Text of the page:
Sally Abbott at ECO2022

ECO2022: Bias Against Persons HCPs Are “Caring” For

This news from ECO2022, sadly, is not surprising. At an outstanding session on mental health and stigma, Sally Abbott presented new research on the implicit weight bias. In fact, she measured it in healthcare providers from UK bariatric services. These were mostly dietitians, psychologists, and nurses. More than 40 percent of these HCPs held implicit bias against the people they are caring for – because of their weight.

Though this finding is not really surprising, it does leave us to wonder. How does one provide good care for someone they regard as less worthy because of the condition for which they seek care? It is little wonder that we see anger from the fat activism community about obesity as a diagnosis.

Agreement That Obesity Care Focuses Too Much on Weight

Abbott and colleagues invited UK healthcare professionals to participate in a webinar about non-weight focused approaches in bariatric services. During the webinar, they collected implicit bias data using the BiasProof mobile device test. This employs a standardized implicit association test.

Of the 40 percent with implicit weight bias, it was mostly present to a slight degree. Less than 15 percent of participants exhibited strong or moderate bias. So this is simply a reminder that implicit weight bias is surprisingly common – even in settings where one might not be expecting it.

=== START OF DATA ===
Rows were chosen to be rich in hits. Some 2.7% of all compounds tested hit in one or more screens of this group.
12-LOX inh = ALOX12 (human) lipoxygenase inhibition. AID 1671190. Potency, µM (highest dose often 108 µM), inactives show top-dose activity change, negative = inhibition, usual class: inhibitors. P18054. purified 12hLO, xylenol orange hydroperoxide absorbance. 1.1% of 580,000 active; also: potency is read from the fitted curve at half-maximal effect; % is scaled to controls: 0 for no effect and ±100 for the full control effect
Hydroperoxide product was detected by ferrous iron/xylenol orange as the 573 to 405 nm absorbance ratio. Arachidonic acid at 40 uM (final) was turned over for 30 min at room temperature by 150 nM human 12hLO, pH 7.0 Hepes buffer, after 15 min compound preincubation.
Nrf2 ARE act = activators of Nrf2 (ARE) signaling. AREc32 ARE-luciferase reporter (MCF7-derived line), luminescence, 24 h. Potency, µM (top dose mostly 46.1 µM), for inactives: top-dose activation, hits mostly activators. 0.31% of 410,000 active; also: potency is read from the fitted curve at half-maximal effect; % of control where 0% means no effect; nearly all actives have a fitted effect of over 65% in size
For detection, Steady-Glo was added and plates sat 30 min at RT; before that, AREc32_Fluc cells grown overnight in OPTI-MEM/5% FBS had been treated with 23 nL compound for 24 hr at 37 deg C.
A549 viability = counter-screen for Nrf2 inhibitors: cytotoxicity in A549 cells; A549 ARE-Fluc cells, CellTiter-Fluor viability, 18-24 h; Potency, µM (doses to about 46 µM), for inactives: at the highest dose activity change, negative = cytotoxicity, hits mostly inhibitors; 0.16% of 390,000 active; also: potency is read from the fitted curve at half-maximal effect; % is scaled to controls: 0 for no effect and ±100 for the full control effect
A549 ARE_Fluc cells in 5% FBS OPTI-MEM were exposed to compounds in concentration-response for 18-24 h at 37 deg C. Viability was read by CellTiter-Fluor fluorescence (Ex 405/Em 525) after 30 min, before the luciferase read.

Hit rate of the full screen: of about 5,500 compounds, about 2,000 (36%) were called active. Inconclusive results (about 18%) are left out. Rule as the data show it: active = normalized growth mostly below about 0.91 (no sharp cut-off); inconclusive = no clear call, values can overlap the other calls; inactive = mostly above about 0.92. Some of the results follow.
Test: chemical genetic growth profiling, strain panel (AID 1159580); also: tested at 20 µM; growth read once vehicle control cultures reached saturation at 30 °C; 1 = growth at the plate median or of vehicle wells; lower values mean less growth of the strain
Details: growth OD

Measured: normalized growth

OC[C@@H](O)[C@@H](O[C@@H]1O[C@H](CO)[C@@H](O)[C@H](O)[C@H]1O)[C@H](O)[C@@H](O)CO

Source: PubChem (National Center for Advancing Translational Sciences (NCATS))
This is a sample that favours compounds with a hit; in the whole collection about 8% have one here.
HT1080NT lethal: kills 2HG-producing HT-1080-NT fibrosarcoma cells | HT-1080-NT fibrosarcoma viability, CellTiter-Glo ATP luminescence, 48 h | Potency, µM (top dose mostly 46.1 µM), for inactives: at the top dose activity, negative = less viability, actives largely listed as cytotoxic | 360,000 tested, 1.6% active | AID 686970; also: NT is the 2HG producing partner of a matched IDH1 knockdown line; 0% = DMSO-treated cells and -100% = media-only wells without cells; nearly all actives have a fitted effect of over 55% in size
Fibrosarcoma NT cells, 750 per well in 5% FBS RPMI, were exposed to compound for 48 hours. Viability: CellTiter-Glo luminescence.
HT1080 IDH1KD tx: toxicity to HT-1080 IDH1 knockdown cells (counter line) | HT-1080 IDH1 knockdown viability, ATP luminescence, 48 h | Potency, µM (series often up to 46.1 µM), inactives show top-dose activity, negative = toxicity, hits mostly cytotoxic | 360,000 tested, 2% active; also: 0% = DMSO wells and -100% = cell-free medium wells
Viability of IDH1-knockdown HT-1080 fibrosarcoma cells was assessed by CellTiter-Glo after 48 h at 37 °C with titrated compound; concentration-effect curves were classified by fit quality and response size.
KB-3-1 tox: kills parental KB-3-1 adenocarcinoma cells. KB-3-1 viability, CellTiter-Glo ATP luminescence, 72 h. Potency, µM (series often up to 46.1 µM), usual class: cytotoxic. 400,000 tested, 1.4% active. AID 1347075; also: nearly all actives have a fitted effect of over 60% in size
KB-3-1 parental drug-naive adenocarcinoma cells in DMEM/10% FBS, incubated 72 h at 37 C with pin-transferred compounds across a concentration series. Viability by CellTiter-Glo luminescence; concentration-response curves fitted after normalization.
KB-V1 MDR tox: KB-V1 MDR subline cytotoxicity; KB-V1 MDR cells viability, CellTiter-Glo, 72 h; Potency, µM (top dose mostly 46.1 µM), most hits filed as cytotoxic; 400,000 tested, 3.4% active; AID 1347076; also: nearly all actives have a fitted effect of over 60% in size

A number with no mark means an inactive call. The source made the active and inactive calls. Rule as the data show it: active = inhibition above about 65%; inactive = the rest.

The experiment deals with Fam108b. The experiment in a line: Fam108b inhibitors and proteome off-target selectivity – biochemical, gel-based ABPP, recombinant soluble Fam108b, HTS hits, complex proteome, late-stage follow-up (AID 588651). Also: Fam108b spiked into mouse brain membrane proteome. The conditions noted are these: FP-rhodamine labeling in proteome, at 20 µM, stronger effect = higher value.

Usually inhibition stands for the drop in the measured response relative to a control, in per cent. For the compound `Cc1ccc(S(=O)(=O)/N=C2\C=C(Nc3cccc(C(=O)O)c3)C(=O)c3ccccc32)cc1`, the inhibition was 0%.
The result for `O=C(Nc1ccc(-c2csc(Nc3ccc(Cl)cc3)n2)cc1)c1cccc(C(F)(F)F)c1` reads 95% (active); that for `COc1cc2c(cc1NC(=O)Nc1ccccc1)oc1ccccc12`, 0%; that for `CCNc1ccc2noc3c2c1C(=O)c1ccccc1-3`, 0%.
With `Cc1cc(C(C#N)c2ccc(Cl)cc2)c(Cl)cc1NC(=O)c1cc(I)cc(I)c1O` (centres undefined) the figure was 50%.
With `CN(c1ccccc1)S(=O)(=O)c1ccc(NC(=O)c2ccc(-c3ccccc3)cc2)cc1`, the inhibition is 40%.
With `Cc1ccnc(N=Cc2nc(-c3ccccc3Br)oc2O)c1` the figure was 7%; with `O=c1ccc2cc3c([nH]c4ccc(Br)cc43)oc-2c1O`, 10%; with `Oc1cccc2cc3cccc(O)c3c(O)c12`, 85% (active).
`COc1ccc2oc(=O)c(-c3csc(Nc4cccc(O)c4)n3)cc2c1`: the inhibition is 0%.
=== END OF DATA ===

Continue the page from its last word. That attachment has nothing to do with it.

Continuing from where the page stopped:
At the same time, it is noteworthy that 98 percent of these HCPs agreed that bariatric services are too focused on weight. Psychologists were more likely than dietitians to agree that weighing patients are every appointment is not the right thing to do.

A Central Role for Diverse Lived Experiences

All of this is a reminder of the importance of keeping the diverse lived experiences of people with obesity at the center of everything that has the intention of addressing obesity. This is certainly evident at ECO2022, where vignettes of people with diverse perspectives display on banners throughout the convention center.

Because without respect for the dignity of people living with obesity, we will never overcome the impact it has on physical and mental health. In fact, we will only make it worse. In the history of rising obesity prevalence, that has been the case all too often.

You can find the abstracts for ECO2022 here and the abstract for Abbott’s study on page 37.

Sally Abbott at ECO2022, photograph by Ted Kyle / Conscienhealth

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May 5, 2022